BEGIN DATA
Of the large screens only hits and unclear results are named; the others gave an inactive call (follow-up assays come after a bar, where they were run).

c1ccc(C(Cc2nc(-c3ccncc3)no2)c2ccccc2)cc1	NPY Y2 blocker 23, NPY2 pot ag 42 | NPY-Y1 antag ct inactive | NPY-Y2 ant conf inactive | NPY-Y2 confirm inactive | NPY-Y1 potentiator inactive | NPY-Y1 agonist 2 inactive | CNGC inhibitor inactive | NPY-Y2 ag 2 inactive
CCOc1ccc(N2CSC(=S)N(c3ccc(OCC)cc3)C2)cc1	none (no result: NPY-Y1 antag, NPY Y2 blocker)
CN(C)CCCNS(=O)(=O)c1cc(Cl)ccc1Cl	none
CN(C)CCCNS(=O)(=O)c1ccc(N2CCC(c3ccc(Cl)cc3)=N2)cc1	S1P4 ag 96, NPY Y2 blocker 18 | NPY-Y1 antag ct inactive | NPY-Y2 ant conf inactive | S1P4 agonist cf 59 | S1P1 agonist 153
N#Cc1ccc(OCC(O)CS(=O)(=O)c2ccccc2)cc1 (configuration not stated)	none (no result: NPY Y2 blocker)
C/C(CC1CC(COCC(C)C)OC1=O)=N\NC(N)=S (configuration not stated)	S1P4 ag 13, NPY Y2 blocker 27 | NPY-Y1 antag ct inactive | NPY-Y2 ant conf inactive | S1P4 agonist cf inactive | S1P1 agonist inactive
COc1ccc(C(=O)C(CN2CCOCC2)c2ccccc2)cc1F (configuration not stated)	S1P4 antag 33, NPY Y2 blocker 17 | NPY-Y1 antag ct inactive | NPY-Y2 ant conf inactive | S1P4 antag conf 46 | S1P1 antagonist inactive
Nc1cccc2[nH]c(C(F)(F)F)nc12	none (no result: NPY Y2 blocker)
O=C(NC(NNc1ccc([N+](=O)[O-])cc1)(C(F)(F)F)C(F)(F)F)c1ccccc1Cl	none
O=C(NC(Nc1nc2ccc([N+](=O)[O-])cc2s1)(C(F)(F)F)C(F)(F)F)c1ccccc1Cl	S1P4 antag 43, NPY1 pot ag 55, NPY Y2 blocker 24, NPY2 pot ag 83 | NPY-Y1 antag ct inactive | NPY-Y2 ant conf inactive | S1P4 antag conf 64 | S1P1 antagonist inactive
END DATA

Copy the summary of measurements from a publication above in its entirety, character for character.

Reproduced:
Of the large screens only hits and unclear results are named; the others gave an inactive call (follow-up assays come after a bar, where they were run).

c1ccc(C(Cc2nc(-c3ccncc3)no2)c2ccccc2)cc1	NPY Y2 blocker 23, NPY2 pot ag 42 | NPY-Y1 antag ct inactive | NPY-Y2 ant conf inactive | NPY-Y2 confirm inactive | NPY-Y1 potentiator inactive | NPY-Y1 agonist 2 inactive | CNGC inhibitor inactive | NPY-Y2 ag 2 inactive
CCOc1ccc(N2CSC(=S)N(c3ccc(OCC)cc3)C2)cc1	none (no result: NPY-Y1 antag, NPY Y2 blocker)
CN(C)CCCNS(=O)(=O)c1cc(Cl)ccc1Cl	none
CN(C)CCCNS(=O)(=O)c1ccc(N2CCC(c3ccc(Cl)cc3)=N2)cc1	S1P4 ag 96, NPY Y2 blocker 18 | NPY-Y1 antag ct inactive | NPY-Y2 ant conf inactive | S1P4 agonist cf 59 | S1P1 agonist 153
N#Cc1ccc(OCC(O)CS(=O)(=O)c2ccccc2)cc1 (configuration not stated)	none (no result: NPY Y2 blocker)
C/C(CC1CC(COCC(C)C)OC1=O)=N\NC(N)=S (configuration not stated)	S1P4 ag 13, NPY Y2 blocker 27 | NPY-Y1 antag ct inactive | NPY-Y2 ant conf inactive | S1P4 agonist cf inactive | S1P1 agonist inactive
COc1ccc(C(=O)C(CN2CCOCC2)c2ccccc2)cc1F (configuration not stated)	S1P4 antag 33, NPY Y2 blocker 17 | NPY-Y1 antag ct inactive | NPY-Y2 ant conf inactive | S1P4 antag conf 46 | S1P1 antagonist inactive
Nc1cccc2[nH]c(C(F)(F)F)nc12	none (no result: NPY Y2 blocker)
O=C(NC(NNc1ccc([N+](=O)[O-])cc1)(C(F)(F)F)C(F)(F)F)c1ccccc1Cl	none
O=C(NC(Nc1nc2ccc([N+](=O)[O-])cc2s1)(C(F)(F)F)C(F)(F)F)c1ccccc1Cl	S1P4 antag 43, NPY1 pot ag 55, NPY Y2 blocker 24, NPY2 pot ag 83 | NPY-Y1 antag ct inactive | NPY-Y2 ant conf inactive | S1P4 antag conf 64 | S1P1 antagonist inactive